Posts tagged ‘historical fiction’

 An Impossible Dream?

Bowery Girl

Written by Kim Taylor Blakemore

Mollie and Annabelle are two friends living in 1883 Manhattan. Mollie is a pickpocket and Annabelle, a prostitute. The two share a dream of moving to the other side of the river when the Brooklyn Bridge is completed. When they meet Miss DuPre who runs a settlement house, it appears their dreams just might come true. But there are dangers around every corner in the tenement district.

The author presents a vivid picture of the setting in Victorian Manhattan, and the characters appear authentic. I especially enjoyed the dialogue. If you enjoy historical fiction, this one is an enjoyable quick read.

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A REAL PAGE TURNER

THE CAVES OF SAN PIETRO

WRITTEN BY SUSAN GAYLE

An enjoyable historical fiction read based on real characters. A well-researched tale that follows several families during World War II and the Spanish flu pandemic.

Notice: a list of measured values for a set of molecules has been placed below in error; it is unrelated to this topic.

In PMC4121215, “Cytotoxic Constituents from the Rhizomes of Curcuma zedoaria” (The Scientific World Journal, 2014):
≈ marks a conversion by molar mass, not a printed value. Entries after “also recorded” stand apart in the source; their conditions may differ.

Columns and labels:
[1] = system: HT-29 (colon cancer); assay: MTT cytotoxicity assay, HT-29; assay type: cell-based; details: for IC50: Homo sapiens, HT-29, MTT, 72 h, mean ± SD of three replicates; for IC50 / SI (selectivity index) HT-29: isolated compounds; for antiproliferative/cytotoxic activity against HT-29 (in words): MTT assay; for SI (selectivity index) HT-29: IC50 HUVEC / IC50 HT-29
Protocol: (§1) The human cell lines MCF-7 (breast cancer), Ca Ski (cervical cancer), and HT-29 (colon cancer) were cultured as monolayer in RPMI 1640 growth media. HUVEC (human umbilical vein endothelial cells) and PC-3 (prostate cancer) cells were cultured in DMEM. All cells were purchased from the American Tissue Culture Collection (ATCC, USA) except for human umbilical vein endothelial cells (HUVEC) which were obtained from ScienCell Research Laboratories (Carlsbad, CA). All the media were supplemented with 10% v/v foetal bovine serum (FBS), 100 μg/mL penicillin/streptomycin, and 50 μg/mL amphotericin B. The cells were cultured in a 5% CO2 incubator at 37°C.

The characters are believable and well-developed. Readers are drawn into the tragedies, the struggles, and at times, a bit of humor despite the awful circumstances. Each of the separate stories hits the mark and makes a deep impression on the reader.

If you enjoy historical fiction, adventure, and in-depth characters, you will like this tale.

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Looking for even more fun for your whole family? Check out http://www.LittleMissHISTORY.com

#SAVING DR. WARREN -BOOK TOUR and GIVEAWAY